The predominant attitude of readers this week centered around one question: Do I ask forgiveness or permission?
Evidently, the Clark County School District didn’t shut off the school zone lights on Monday, which was Presidents Day. Curious readers wondered if they should risk ignoring them or drive that painfully slow 15 mph, even though the playgrounds were deserted.
Coleen was the first of several to write in about it.
“As I drove down Desert Inn Road from my residence toward Interstate 15 today, I passed two schools with the flashing 15 mph speed limit lights flashing. As it is clearly a holiday and there is no school, I watched with amazement while people slowed down to 15 mph which almost caused a couple accidents. Why are the speed limit lights flashing on a non-school day?”
The lights likely were flashing because it was just a one-day holiday, according to the Clark County School District. Each city has control of its school zone lights. On longer holidays, such as spring break or summer break, they definitely get turned off. Occasionally, a long weekend gets overlooked.
Tony had a different take on the same topic, and he asked via Twitter.
“Hmmm....@LVMPD are school zone flashing lights enforced on a school holiday? They were blinking this morning! @RJroadwarrior”
I asked both Las Vegas and Henderson police about this. Everyone seemed to agree that school zones should not be enforced on a holiday.
If for some reason an officer wasn’t aware of that and gave you a ticket anyway, Las Vegas police spokesman Larry Hadfield said you probably would have a decent chance in traffic court of having the ticket dismissed.
But there are some types of school zones that still can be enforced.
“Henderson traffic officers will not give a motorist a citation in a school zone if the flashers are running on a day when school is not is session,” Henderson spokeswoman Kathleen Richards said. “However, they will give a ticket if children are present.”
Those signs are tricky. They don’t say “when children are present during school hours” or “when children are present Monday through Friday.” Just “when children are present,” in general.
Gotta love those technicalities.
So it doesn’t matter if it’s a holiday. If there is even one kid walking in that school zone, Hadfield and Richards both said, speeders are setting themselves up for a ticket.
Rod had a different question about trying to avoid tickets.
“Can an unmarked police car pull someone over and give them a ticket, and if so is it the same for the entire state of Nevada? Thank you, Viper!”
First off, I’m flattered by the cool nickname.
Anyway, the unfortunate answer to your question is yes, an unmarked patrol car can sneak up and ticket you for all the same things a regular one can.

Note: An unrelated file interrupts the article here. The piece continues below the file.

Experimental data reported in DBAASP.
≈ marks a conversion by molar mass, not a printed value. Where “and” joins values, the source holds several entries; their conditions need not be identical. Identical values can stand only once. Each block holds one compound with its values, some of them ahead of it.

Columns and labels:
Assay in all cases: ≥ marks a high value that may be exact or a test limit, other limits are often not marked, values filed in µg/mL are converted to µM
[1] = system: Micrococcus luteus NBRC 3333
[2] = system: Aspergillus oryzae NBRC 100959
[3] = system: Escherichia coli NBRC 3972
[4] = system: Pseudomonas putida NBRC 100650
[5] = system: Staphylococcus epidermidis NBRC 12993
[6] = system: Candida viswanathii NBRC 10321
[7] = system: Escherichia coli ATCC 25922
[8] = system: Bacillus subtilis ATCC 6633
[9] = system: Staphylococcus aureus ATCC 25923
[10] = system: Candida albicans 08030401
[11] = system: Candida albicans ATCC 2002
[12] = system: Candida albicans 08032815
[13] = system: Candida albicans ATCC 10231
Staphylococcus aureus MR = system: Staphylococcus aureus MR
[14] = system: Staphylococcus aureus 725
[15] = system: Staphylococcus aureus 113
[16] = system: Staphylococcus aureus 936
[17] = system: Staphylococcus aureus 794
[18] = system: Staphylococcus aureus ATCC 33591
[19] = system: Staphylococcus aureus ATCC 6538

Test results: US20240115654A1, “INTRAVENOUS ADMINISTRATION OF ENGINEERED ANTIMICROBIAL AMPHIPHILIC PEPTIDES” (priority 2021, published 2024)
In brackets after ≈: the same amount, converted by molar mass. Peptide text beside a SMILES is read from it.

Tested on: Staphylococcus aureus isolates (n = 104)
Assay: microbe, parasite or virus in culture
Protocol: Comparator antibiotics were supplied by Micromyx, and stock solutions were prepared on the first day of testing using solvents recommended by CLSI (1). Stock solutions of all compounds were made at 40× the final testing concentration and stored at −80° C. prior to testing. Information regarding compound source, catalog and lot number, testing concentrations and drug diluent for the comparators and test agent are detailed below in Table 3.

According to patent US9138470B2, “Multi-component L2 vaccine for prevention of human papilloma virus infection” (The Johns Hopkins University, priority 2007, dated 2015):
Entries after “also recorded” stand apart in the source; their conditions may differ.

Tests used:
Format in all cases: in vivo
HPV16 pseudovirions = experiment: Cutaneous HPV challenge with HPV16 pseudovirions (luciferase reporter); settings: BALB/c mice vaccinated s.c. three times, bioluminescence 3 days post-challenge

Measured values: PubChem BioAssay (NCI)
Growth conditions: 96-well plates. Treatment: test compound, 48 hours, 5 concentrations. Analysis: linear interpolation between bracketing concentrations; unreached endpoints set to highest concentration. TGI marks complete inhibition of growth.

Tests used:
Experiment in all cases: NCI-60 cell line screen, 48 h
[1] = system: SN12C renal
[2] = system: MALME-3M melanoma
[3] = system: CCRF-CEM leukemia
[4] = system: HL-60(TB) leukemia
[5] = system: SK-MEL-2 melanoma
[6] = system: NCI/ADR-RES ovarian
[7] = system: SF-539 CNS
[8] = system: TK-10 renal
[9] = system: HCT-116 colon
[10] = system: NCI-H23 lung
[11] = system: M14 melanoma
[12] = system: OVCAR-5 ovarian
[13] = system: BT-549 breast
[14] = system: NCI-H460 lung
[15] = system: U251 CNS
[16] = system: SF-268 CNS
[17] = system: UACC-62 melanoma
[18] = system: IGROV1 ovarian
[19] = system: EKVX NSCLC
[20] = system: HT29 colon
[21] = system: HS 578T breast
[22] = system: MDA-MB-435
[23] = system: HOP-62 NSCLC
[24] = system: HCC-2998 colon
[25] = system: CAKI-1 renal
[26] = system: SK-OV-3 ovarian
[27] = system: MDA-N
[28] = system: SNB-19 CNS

“What makes them patrol vehicles are the red and blue lights,” Nevada Highway Patrol trooper Loy Hixson said. As long as they have that capability, along with a siren, they’re official.
Hixson noted that not all unmarked patrol cars will have the distinct extra set of side mirrors, and not all will have “EX” on the license plate to show that it’s a government vehicle.
So as much as you try to watch your rearview mirror for those telling signs, they might not be there. Unmarked patrol cars, whether Highway Patrol or police cars, come in all makes and models.
Hadfield offered the reassurance that even if the police car doesn’t look like one, the person driving it will have multiple forms of official identification to prove the officer is a real police officer.
Lastly, Keith had a question that was off the roads and in the books.
This was the gist of a very long email: Where on Earth does the Department of Motor Vehicles pull those crazy obscure driver’s permit questions from?
“In short, it was more of a pre-law exam for ambulance chasers than a test about driving and the rules of the road,” Keith complained.
Ah, the notorious 50-question written test you must pass during the process of attaining a driver’s license. There’s a number in the top corner, counting down how many more questions you’re allowed to miss before you fail.
Some of the questions seem normal, such as ones about how to drive on the roads safely.
But there are some weird ones thrown in about how to drive through fog (in Nevada?), how many feet you’re allowed to drive straight in a turn lane (200, 300 or 400?), fine-print insurance laws, etc.
I feel your pain, Keith. I failed that test three times. According to DMV spokesman Kevin Malone, many people do. Malone said the questions are pulled from a pool of 150, and there has to be at least one topic from each chapter in the Nevada Driver’s Handbook.
So there you go. The questions are fair since they’re all in the book. Just make sure you read very, very closely.
If you have a question, tip or tirade, send an email to firstname.lastname@example.org. Follow the Road Warrior on Twitter @RJroadwarrior.